Results: The predicted 3D protein model shows the residues in the most favoured region for the two influenza isolates. The comparative study of the predicted 3D protein structure of A/H1N2/Ibadan/2014 and A/H5N1/Ogbomoso/2014 influenza virus matrix gene shows the same position of chains, segments but contains different elements, atoms and numbers of residues. 
Conclusion: Evidence from this study suggests that integrating extensive structural comparison can help in understanding the biological characteristics of these viruses. In particular, the observed variations can provide information on drugs and vaccine development. Also, the predicted 3D protein structures has assisted to extract the important information related to the genes and protein structure. 

Whole genome assembly and functional significance of genetic variants of mycobacteria tuberculosis isolated from Kampala, Uganda

Marion Amujal, Daudi Jjingo

Background: Tuberculosis exerts a tremendous burden on global health with 9 million new infections and 2 million deaths annually. Mycobacteria tuberculosis complex (MTC) was initially regarded as a highly homogeneous population; however, recent data suggest the causative agents of tuberculosis are more genetically and functionally diverse than previously appreciated. In addition, this genetic diversity may render some species of MTC intrinsically resistant against one or multiple antibiotics and affects the spectrum and consequences of resistance mutations selected for during treatment. Moreover, neutral or silent changes within genes responsible for drug resistance can cause false-positive results with hybridization-based assays, which have been recently introduced to replace slower phenotypic methods. A study conducted by Hershberg et al. (2008) using sequence data from 89 genes in 108 MTC strains, observed that 58% of the non-synonymous mutations fell in positions that were highly conserved in other mycobacteria, suggesting that most of these mutations in MTC might have functional consequences. In addition, a study conducted by Stucki, et al. (2016) utilizing a global collection of tuberculosis isolates reported that Mycobacterium tuberculosis genetic diversity shows global distribution and geographically restricted sub lineages. Therefore, using Whole Genome Sequencing, we can address a broad range of topics - from questions on the transmission and fitness of clinical strains to how Mtb evolves over long and short time scales. Therefore, this study will utilize a combination of mapping and de novo assembly of the whole genome paired-end reads for finding missing or novel genes and resolving complex repetitive regions and consequently perform the functional significance of the genetic variants of Mycobacteria tuberculosis isolated from Kampala, Uganda. 
Specific objectives:
• To accurately assemble the genome of Mycobacteria tuberculosis 
• To determine the functional significance of novel genetic variants of the genome of Mycobacteria tuberculosis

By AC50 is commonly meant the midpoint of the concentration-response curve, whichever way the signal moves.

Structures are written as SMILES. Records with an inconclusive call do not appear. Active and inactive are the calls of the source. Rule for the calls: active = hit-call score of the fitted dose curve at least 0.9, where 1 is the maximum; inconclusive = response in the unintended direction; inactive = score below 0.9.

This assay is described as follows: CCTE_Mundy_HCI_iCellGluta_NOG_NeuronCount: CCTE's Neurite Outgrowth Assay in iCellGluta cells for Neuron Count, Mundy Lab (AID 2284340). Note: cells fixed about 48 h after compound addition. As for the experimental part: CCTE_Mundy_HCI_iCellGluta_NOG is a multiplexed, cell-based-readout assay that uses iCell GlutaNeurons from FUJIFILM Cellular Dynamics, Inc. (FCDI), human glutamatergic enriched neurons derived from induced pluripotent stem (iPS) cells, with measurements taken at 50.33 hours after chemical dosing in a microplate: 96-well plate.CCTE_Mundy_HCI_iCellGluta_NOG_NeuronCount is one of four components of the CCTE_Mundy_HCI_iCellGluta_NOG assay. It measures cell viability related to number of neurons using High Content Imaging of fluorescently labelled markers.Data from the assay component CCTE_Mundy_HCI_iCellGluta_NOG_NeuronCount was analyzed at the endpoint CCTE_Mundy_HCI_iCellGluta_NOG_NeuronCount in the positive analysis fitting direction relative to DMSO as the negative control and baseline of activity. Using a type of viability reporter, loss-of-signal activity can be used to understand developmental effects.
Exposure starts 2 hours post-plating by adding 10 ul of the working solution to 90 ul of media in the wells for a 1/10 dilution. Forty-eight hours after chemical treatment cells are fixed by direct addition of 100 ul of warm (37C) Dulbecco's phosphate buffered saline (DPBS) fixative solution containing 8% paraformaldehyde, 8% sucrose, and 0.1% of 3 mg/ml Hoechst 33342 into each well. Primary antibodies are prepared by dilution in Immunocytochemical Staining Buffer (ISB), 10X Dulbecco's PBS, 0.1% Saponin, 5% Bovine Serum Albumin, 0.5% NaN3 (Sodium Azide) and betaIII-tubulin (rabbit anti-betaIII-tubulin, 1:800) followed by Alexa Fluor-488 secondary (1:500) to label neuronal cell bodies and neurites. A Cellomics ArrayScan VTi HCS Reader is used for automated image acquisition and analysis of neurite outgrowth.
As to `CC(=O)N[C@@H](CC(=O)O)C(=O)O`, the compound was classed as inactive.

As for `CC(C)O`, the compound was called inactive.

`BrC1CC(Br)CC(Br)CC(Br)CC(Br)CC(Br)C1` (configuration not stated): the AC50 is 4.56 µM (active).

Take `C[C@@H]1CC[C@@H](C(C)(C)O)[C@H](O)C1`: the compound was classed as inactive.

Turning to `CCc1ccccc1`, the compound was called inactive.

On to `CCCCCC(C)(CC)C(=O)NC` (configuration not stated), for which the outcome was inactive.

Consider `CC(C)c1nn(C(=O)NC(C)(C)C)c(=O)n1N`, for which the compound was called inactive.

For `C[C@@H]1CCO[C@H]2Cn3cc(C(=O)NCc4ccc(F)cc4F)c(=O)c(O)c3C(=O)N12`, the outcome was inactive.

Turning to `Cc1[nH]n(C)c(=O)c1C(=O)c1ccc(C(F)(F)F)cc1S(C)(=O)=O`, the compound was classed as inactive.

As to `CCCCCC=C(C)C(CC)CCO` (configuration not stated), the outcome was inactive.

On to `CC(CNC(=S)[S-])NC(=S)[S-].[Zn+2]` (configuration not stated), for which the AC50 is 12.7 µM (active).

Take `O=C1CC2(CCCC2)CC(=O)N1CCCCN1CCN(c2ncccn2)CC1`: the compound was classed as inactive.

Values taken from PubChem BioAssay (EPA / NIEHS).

• To determine the association between the predominant variants and the Genotypes 
Significance: There is an urgent need for better treatments and vaccines, which in turn require a deeper understanding of the Biology of Mycobacteria tuberculosis. Knowledge of the genomic variability among Mycobacteria tuberculosis isolates could result in such biological insights, given the increasing evidence that strain genetics may play a role in disease outcome, transmission, variation in vaccine efficacy or emergence of drug resistance 
Research design and Methods for achieving the stated goals: Sequencing of 102 Mycobacterium tuberculosis isolates will be done at Makerere University using a MiSeq platform. The fastq files generated from the samples will be quality control checked to ascertain the quality of the reads. This will include genome assembly, variant calling, and annotation. Whole genome sequence data will be deposited at the European Nucleotide Archive under a specific accession number.

Motif discovery in DNA sequences using an improved Gibbs sampling algorithm

Angela Uche Makolo, Usman Adeyemi Lamidi

Motifs are repeated patterns of short sequences usually of varying lengths between 6 to 20 bases. Within Deoxyribonucleic Acid (DNA) sequences, these motifs constitute the conserved region of most common signatures for recognizing protein domains that are relevant in it evolution, function and interaction. The Gibbs sampling is a Markov Chain Monte Carlo(MCMC) algorithm which has been applied in the past to discover motifs in DNA sequences. A problem with this technique is the profusion of iterative operations in the sampling process because it progressively chooses new possible motif positions from a continuous randomize sampling in DNA sequences. We applied an Improved Gibbs (IGibbs) sampling algorithm on Breast Cancer human disease DNA sequences to overcome this unwieldy iteration by altering the processes to obtain a reduced runtime and also achieve an accurate satisfactory motif result. The methodology applied in IGibbs algorithm takes an input of .gbk or .fasta DNA file and creates a list of all nucleotides to predict a random sampling starting position. It applies motif length, lesser iterative value and further computes the probability and position ranking scores using Position Weight Matrix (PWM). The algorithm was implemented using Python,Python(x,y) and Biopython. The IGibbs algorithm was evaluated using varying motif lengths of 12, 18 and 24 on different base lengths of 5,000, 10,000 and 15,000. The result showed that the IGibbs returned a better average runtime of 7, 10 and 23 seconds respectively compared to 12, 32 and 60 seconds respectively in the existing Gibbs sampling algorithm found at http://ccmbweb.ccv.brown.edu/gibbs/gibbs.html.